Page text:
THE HISTORY OF NH COUNTY GOVERNMENT

NEW HAMPSHIRE'S FIRST GOVERNMENT

County government was established in 1771 with five counties: Cheshire, Grafton, Hillsborough, Rockingham, and Strafford. The additional 5 counties we have today, for a total of 10, are : Belknap, Carroll, Coos, Merrimack, and Sullivan.

 

County government is structured as a multi-branch form of government. The 3 county commissioners are the executive branch, which is responsible for the day-to-day operations in both fiscal and policy matters. The county delegation, made up of the elected members of the House of Representatives from that county, is responsible for the budget appropriations for the operation of county government.

 

The original county functions were infrastructure, recording of land records, law enforcement and judicial, though overtime, county government functions have evolved. The courts are now a state system and infrastructure are either state or municipal. County governments today are financially responsible for some of the highest cost services provided in the state: long-term care and corrections.

 

County government is responsible, under state law, for funding the long-term care and support for those individuals who are Medicaid eligible financially and also medically eligible for nursing home level of care who reside in a county nursing facility or private nursing facility or cared for at home under the Choices for Independence program. In addition, counties must operate county jails (or contract with other facilities for placement of county inmates, male or female) where  inmates are incarcerated either pretrial or under sentence.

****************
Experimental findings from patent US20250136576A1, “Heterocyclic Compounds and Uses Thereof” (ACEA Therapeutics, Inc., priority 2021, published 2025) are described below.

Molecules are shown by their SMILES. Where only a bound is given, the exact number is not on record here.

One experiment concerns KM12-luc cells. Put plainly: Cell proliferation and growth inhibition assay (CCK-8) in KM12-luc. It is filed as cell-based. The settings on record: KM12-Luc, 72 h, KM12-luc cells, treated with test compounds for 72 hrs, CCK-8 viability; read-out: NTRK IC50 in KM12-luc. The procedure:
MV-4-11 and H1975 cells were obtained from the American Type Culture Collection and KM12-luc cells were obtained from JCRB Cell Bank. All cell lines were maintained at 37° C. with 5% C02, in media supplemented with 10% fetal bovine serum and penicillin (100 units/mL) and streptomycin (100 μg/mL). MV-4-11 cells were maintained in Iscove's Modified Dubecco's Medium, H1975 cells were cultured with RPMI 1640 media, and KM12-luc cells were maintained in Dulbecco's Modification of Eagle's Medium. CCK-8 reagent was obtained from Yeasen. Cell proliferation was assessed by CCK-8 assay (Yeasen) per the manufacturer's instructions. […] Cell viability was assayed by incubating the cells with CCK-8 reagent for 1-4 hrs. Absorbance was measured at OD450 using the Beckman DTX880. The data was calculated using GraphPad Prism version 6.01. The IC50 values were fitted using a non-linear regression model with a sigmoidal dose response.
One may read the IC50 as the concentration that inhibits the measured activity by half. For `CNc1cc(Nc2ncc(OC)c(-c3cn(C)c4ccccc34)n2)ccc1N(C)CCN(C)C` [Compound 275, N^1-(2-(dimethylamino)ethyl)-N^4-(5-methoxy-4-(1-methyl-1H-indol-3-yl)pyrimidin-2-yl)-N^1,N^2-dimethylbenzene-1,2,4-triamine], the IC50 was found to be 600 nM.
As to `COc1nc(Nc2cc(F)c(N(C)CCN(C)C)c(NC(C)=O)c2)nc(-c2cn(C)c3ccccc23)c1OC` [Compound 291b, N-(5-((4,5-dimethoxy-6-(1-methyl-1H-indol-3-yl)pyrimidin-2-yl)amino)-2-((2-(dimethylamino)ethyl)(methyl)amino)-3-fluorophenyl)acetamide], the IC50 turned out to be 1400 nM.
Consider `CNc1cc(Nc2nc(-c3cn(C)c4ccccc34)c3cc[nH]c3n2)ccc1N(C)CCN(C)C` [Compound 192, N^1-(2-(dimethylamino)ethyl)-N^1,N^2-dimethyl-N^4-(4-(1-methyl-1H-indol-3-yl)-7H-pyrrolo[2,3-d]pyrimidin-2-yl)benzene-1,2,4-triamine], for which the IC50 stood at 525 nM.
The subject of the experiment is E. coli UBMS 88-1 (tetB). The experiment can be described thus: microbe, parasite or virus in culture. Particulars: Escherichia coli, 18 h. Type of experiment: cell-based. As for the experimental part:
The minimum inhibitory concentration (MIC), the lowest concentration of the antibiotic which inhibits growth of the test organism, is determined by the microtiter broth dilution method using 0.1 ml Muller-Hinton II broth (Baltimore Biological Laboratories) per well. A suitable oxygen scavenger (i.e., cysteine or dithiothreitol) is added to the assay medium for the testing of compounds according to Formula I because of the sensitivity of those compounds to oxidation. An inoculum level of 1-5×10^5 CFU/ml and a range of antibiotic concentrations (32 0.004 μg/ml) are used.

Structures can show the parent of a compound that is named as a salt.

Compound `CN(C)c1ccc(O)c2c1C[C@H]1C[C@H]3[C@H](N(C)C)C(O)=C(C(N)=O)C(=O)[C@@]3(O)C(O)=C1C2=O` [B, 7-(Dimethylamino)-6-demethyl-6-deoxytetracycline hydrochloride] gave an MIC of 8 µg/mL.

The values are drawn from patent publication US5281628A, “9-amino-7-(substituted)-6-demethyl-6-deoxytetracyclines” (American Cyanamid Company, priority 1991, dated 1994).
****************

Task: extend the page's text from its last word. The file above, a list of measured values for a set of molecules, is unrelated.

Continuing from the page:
County functions also include the funding and operation of the offices of the constitutionally elected Register of Deeds, County Attorney, Sheriff and County Treasurer. Other functions that individual counties are engaged in differ county to county across the state and depend upon local decision making by commissioners and/or the delegation if funding is required. Most counties also have Human Resources Offices which oversee personnel issues relating to county employees statewide (full-time, part-time, per-diem, and on-call).